The theory of catastrophic global warming is based on the fairly unbelievable premise that release of CO2 (a minor greenhouse gas) will kick-start the evaporation of water vapour (a major greenhouse gas), leading to an unending positive feedback cycle, ignoring negative feedback such as increased reflection of sunlight from increased cloud cover. (I might also point out that "the greenhouse effect" is a misnomer — greenhouses are kept warm by blocking convection, not radiation. An experiment was done in which different types of glass was used; one type blocked IR and another did not. The greenhouses both stayed about equally warm).

    I have a couple of letters to the editor on this subject available at http://www.geocities.com/forpropertyrights/Editor… — 17,000 scientists and engineers have signed a petition opposing the Kyoto treaty in the USA.

    To keep up with the latest refutations of the AGW propaganda, you might subscribe to the weekly newsletter, "The Week That Was", available from http://www.sepp.org. (See http://www.geocities.com/forpropertyrights/LtnAnn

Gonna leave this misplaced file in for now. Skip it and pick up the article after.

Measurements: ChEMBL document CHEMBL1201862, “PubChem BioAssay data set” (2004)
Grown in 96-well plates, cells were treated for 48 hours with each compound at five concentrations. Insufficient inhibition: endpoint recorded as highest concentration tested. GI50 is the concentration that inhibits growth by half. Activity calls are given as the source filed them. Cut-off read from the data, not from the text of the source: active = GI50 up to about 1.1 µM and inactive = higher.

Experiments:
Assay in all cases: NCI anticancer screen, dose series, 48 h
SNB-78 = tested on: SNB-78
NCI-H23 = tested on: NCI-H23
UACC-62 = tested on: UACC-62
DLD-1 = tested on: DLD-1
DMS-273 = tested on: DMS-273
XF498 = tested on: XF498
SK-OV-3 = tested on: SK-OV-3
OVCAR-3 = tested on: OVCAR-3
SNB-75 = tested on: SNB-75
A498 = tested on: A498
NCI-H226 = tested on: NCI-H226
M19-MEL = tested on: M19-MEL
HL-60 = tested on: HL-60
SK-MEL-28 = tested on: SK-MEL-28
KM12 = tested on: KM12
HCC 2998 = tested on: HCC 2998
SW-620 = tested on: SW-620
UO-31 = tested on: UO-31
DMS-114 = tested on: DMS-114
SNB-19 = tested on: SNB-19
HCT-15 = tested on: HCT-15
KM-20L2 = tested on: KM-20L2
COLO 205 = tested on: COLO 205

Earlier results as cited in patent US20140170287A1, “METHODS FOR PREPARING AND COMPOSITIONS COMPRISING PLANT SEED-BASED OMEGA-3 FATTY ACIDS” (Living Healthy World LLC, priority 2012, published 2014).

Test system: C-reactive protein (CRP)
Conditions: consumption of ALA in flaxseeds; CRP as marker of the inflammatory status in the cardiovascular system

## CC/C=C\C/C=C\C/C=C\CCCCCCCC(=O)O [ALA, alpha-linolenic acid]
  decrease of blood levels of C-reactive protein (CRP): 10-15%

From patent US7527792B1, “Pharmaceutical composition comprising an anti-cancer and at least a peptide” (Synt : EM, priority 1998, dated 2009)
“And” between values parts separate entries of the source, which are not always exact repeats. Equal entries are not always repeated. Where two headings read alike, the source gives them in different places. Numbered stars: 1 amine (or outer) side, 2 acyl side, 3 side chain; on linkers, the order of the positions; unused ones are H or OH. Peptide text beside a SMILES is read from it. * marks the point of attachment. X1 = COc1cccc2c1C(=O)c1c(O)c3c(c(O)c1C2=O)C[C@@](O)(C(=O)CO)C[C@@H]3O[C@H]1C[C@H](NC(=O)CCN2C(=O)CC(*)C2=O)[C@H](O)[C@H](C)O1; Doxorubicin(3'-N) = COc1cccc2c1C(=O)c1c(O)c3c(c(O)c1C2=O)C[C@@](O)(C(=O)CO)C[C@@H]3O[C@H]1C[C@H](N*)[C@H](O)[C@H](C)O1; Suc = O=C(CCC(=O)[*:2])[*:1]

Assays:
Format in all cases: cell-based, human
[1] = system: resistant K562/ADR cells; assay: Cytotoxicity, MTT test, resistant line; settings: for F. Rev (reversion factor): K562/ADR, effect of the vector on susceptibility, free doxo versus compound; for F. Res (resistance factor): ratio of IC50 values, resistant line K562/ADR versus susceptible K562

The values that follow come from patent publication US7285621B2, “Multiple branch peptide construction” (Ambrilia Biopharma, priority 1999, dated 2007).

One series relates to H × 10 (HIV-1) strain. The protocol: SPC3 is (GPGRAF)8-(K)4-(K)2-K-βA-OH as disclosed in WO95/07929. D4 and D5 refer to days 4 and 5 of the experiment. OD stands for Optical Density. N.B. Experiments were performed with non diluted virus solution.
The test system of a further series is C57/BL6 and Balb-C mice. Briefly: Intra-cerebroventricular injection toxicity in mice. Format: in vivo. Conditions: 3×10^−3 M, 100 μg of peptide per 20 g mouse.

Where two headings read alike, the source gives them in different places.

The propaganda is scary: we have a demagogue inciting mob superstitions. Have you heard of "Popular Delusions and the Madness of Crowds"? It is a rule of thumb that "Whenever *everybody* says something is true, it probably isn't," especially when what we have is sheep following an authority figure. Your personal BS alarms should be going off.

    There are a lot of lies out there. The satellite and radiosonde balloon measurements were ignored in favour of ground-station measurements that showed drastically-increasing temperatures. These turned out to be due to increasing urban sprawl. At Access to Energy, you can download the paper and see how the Earth's temperature is correlated with the Sun's output, not with man's CO2 output. These lies may be due to the conflict of interest created by government funding of science: government-funded researchers have to follow what is currently politically correct in order to get funding. If they fall out of favor with the power group, they lose their funding. Independent science doesn't have this problem. Science doesn't advance by consensus, but in spite of it — by surprising theories that are first sneered at, then finally understood when the entrenched old guard finally dies off.